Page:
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Sen. Cotton claims China 'continues to lie' about extent of coronavirus outbreak

Senator Tom Cotton also attacked two reports that said he was promoting a debunked conspiracy theory during an appearance on Fox News.

LITTLE ROCK, Ark. — Arkansas Senator Tom Cotton is claiming that China "continues to lie" about the extent of the coronavirus outbreak in the country and that it won't allow experts from the CDC and WHO to "observe and assist."

Cotton made the post to his Facebook page Monday morning, saying that "we don't know where the virus originated because China won't allow experts in to answer that question."

The senator also attacked the New York Times and Washington Post on both Facebook and Twitter after the two outlets reported that he was promoting a debunked conspiracy theory during an appearance on Fox News.

During his segment on Sunday Morning Futures with Maria Bartiromo, Cotton discussed the uncertainty around where coronavirus originated from. The Washington Post reported that some scientists initially thought the virus was spread at a food market in Wuhan, which is near the Wuhan National Biosafety Laboratory.

Cotton mentioned that the lab was "just a few miles away" and that it researches human infectious diseases.

"We don't have evidence that this disease originated there, but because of China's duplicity and dishonesty from the beginning, we need to at least ask the question to see what the evidence says," Cotton said, "and China right now is not giving any evidence on that question at all."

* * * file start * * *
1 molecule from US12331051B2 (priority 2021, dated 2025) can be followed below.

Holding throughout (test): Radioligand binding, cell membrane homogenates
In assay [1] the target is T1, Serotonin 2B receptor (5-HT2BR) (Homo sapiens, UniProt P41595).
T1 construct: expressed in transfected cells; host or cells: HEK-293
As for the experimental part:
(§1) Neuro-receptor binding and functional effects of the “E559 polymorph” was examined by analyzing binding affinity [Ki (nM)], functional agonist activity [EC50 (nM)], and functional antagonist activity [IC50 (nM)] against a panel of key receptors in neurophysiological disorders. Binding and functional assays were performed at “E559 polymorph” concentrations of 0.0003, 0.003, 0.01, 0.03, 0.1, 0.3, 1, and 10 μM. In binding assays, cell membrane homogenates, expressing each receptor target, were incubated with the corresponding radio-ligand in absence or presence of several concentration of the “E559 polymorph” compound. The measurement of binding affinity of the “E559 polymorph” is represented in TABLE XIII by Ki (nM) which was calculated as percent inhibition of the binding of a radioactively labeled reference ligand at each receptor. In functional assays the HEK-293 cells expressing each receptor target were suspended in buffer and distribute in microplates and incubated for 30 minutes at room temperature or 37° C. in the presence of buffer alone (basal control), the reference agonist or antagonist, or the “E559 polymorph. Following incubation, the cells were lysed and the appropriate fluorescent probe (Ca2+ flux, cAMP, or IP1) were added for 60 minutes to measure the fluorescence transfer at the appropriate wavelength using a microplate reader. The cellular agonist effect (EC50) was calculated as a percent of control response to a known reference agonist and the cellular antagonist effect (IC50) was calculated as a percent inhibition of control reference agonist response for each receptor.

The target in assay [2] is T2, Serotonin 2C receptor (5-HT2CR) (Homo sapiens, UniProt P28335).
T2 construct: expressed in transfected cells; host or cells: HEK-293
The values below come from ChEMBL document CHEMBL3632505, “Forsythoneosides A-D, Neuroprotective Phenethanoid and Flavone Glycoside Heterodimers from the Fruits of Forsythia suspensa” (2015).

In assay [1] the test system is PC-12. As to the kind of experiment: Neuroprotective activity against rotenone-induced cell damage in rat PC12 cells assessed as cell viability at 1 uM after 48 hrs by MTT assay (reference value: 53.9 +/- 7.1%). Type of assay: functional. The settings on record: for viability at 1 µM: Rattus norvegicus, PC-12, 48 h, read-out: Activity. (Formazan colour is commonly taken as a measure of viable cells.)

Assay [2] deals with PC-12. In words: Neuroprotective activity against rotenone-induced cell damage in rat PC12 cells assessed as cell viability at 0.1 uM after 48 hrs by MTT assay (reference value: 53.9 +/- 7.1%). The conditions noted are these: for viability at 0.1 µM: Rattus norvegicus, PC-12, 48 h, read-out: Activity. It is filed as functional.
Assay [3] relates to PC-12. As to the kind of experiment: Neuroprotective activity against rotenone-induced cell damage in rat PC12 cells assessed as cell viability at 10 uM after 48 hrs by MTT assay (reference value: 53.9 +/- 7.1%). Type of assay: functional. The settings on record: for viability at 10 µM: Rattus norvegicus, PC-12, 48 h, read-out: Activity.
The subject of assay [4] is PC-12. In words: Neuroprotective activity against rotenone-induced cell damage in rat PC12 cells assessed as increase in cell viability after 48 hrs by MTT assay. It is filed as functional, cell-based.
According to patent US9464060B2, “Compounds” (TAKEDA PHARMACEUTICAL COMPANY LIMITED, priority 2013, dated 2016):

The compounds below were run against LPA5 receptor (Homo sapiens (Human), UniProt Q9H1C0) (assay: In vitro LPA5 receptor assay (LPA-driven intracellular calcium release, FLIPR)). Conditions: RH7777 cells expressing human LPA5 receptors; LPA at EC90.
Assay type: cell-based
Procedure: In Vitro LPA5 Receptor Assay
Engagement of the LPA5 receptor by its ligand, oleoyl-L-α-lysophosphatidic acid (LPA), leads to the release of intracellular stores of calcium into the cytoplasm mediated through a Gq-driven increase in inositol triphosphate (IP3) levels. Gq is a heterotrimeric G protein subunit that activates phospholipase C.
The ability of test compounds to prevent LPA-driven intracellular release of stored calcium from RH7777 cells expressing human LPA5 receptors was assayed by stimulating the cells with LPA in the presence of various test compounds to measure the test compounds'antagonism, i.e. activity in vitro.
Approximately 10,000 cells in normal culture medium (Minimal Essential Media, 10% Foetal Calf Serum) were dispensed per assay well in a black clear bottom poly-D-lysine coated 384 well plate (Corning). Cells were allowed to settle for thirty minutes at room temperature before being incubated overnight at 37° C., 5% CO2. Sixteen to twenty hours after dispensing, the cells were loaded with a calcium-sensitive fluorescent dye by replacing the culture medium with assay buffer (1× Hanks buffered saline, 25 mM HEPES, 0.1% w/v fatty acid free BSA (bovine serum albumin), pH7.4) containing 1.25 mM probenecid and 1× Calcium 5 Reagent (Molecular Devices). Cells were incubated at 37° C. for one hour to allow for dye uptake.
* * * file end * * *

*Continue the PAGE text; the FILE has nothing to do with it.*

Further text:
In a previous report from the Washington Post, several experts dismissed claims that the coronavirus "could be man-made."

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Richard Ebright, a professor of chemical biology at Rutgers University, told the Washington Post that "based on the virus genome and properties there is no indication whatsoever that it was an engineered virus."

When asked about Cotton's comments earlier in February suggesting the virus could have originated at the lab, Chinese Ambassador to the United States Cui Tiankai said "it's very dangerous to stir up suspicion, rumors and spread them among the people."

In response to the Washington Post, Cotton tweeted that the report wrongly jumped "straight to the claim that the coronavirus is an engineered bioweapon."

"That's not what I've said," Cotton said.

He then listed four "hypotheses" on the origin of the virus in a tweet thread. He said the most likely origin was natural, but also suggested "good science, bad safety," "bad science, bad safety," and "deliberate release."

He said these "hypotheses" he presented are not conspiracy theories, but "hypotheses that ought to be studied in light of the evidence, if the Chinese Communist Party would provide it."

"We ought to be transparent with the American people about all this," Cotton said. "Maybe some of these so-called experts think they know better. I don't. And they really don't either."

Cotton also said that the press should ask "why China is refusing to allow experts in to Wuhan."

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